Although their names are similar, the type and newtype keywords have different purposes. The type keyword gives us another way of referring to a type, like a nickname for a friend. Both we and the compiler know that [Char] and String names refer to the same type.

In contrast, the newtype keyword exists to hide the nature of a type. Consider a UniqueID type.

-- file: ch06/Newtype.hs
newtype UniqueID = UniqueID Int
    deriving (Eq)

The compiler treats UniqueID as a different type from Int. As a user of a UniqueID, we know only that we have a unique identifier; we cannot see that it is implemented as an Int.

When we declare a newtype, we must choose which of the underlying type's typeclass instances we want to expose. Here, we've elected to make NewtypeInt provide Int's instances for Eq, Ord and Show. As a result, we can compare and print values of type NewtypeInt.

ghci> N 1 < N 2

Since we are not exposing Int's Num or Integral instances, values of type NewtypeInt are not numbers. For instance, we can't add them.

ghci> N 313 + N 37

    No instance for (Num NewtypeInt)
      arising from a use of `+' at <interactive>:1:0-11
    Possible fix: add an instance declaration for (Num NewtypeInt)
    In the expression: N 313 + N 37
    In the definition of `it': it = N 313 + N 37

As with the data keyword, we can use a newtype's value constructor to create a new value, or to pattern match on an existing value.

If a newtype does not use automatic deriving to expose the underlying type's implementation of a typeclass, we are free to either write a new instance or leave the typeclass unimplemented.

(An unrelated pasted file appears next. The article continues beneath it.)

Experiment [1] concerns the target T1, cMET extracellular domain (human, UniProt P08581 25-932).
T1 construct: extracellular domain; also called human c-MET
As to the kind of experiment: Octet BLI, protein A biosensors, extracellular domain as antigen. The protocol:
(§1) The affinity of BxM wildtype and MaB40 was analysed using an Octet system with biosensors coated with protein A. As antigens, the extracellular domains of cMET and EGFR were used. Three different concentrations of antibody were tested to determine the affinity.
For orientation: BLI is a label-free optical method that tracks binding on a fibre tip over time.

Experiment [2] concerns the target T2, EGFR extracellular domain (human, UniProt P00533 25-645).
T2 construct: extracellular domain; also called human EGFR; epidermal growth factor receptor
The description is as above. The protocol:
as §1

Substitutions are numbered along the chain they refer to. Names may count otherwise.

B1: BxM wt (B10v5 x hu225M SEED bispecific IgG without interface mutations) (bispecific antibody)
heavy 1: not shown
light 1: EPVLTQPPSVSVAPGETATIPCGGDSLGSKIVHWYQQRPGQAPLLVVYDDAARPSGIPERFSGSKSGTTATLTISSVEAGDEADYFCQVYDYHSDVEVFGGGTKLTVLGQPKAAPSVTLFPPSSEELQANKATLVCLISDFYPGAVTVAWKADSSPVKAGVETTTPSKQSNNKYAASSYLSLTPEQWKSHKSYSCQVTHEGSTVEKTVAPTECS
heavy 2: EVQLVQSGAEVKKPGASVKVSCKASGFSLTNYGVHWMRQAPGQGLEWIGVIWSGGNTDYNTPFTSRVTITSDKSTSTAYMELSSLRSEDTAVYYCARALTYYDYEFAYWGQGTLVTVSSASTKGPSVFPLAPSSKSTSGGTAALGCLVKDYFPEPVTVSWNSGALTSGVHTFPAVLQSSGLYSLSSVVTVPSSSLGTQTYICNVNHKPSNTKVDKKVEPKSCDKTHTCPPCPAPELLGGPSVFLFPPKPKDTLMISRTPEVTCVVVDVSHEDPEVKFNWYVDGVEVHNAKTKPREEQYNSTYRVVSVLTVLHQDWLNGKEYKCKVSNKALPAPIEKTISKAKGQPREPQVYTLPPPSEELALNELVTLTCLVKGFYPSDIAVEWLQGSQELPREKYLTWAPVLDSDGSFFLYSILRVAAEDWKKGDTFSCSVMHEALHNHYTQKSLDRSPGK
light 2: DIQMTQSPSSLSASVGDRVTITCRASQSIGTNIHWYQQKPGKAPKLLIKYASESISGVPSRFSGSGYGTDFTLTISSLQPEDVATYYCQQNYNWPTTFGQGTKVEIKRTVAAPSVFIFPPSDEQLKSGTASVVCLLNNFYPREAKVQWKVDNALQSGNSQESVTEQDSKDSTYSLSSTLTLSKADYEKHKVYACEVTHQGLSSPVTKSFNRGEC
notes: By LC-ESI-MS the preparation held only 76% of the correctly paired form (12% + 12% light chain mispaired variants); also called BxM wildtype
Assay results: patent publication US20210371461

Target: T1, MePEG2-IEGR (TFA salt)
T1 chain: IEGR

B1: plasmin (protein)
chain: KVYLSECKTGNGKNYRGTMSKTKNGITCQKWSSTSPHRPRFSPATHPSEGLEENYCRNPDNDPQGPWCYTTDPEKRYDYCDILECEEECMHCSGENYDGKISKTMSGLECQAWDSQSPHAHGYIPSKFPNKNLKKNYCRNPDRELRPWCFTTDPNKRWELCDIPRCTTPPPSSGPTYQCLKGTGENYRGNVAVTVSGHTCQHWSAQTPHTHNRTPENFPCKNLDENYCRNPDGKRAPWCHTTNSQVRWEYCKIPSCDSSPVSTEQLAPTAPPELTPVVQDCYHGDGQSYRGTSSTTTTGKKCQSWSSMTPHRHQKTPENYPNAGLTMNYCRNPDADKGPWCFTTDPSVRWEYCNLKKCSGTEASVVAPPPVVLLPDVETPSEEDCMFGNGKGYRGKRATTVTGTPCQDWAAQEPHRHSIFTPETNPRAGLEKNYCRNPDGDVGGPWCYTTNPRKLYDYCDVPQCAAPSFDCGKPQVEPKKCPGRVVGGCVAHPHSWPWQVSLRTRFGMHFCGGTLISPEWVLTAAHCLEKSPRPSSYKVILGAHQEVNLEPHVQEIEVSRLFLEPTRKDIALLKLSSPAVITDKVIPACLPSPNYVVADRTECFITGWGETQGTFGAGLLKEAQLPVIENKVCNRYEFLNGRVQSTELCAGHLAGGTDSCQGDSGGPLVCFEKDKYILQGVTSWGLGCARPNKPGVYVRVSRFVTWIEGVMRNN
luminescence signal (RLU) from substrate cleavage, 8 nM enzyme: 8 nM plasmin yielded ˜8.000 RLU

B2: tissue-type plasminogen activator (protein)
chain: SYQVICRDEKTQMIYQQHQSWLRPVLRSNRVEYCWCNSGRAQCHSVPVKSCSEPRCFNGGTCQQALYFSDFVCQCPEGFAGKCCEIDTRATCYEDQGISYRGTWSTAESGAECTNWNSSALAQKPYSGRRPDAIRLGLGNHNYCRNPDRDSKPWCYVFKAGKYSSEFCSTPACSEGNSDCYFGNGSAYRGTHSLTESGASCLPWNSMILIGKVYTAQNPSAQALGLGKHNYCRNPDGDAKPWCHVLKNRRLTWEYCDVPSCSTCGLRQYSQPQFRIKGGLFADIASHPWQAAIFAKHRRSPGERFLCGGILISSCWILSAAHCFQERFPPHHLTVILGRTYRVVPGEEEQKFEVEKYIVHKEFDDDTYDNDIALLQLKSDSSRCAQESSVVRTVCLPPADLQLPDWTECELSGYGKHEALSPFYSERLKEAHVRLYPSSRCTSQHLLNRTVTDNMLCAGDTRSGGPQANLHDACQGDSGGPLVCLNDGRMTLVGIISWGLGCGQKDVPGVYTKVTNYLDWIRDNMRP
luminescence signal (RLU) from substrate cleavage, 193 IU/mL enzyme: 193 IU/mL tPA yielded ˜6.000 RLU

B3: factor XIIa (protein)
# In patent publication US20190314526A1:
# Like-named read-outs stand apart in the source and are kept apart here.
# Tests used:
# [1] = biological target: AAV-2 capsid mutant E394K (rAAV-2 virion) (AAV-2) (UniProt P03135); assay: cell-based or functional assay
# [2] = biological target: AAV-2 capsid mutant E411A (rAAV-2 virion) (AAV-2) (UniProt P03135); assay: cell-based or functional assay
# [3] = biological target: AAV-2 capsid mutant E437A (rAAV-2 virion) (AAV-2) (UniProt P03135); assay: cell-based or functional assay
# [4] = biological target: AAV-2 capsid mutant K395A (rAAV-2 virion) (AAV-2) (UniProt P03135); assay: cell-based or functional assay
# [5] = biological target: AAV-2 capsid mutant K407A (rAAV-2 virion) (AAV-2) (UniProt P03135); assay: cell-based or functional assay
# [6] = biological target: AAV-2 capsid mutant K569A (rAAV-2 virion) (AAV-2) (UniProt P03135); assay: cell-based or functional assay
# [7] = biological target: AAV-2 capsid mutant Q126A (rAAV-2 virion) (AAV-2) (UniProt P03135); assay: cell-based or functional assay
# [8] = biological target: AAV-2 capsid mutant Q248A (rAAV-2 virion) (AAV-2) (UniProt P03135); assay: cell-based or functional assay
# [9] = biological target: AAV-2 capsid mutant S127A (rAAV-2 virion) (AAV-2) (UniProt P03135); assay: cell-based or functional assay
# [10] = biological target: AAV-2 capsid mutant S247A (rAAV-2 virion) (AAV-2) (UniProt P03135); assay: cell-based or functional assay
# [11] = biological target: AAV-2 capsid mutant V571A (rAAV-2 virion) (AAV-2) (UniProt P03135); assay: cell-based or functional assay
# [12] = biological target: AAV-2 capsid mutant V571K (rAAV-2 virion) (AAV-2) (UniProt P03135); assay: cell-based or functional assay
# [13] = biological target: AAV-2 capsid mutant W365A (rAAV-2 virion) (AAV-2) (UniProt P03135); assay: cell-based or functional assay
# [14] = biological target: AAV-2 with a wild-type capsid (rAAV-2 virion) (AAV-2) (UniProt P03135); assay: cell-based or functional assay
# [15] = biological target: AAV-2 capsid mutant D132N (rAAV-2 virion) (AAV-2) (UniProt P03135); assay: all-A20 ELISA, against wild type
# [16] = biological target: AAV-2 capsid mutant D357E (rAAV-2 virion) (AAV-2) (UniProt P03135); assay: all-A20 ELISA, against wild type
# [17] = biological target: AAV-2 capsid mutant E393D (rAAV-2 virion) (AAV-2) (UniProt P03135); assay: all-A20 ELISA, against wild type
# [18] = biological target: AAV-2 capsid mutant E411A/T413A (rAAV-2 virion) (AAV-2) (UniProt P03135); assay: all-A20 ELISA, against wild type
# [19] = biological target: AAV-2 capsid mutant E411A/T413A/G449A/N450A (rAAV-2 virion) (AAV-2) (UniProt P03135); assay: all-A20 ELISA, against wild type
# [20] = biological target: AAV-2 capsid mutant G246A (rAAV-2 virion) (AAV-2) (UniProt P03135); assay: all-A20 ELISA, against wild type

Differences between data and newtype declarations

The newtype keyword exists to give an existing type a new identity, and it has more restrictions on its uses than the data keyword. Specifically, a newtype can only have one value constructor, and that constructor must have exactly one field.

-- file: ch06/NewtypeDiff.hs
-- ok: any number of fields and constructors
data TwoFields = TwoFields Int Int

-- ok: exactly one field
newtype Okay = ExactlyOne Int

-- ok: type parameters are no problem
newtype Param a b = Param (Either a b)

-- ok: record syntax is fine
newtype Record = Record {
      getInt :: Int

-- bad: no fields
newtype TooFew = TooFew

-- bad: more than one field
newtype TooManyFields = Fields Int Int

-- bad: more than one constructor
newtype TooManyCtors = Bad Int
                     | Worse Int

Beyond this, there's another important difference between data and newtype. A type created with the data keyword has a book-keeping cost at runtime, for example to track which constructor a value was created with. A newtype value, on the other hand, can only have one constructor, and so does not need this overhead. This makes it more space- and time-efficient at runtime.

Because a newtype's constructor is used only at compile time and does not even exist at runtime, pattern matching on undefined behaves differently for types defined using newtype than for those that use data.

To understand the difference, let's first review what we might expect with a normal datatype. We are already familiar with the idea that if undefined is evaluated at runtime, it causes a crash.

ghci> undefined
*** Exception: Prelude.undefined

Here is a pattern match where we construct a DataInt using the D constructor, and put undefined inside.

ghci> case D undefined of D _ -> 1

Since our pattern matches against the constructor but doesn't inspect the payload, the undefined remains unevaluated and does not cause an exception to be thrown.

In this example, we're not using the D constructor, so the unprotected undefined is evaluated when the pattern match occurs, and we throw an exception.

ghci> case undefined of D _ -> 1
*** Exception: Prelude.undefined

When we use the N constructor for the NewtypeInt type, we see the same behaviour as with the DataInt type's D constructor: no exception.

ghci> case N undefined of N _ -> 1

The crucial difference arises when we get rid of the N constructor from the expression, and match against an unprotected undefined.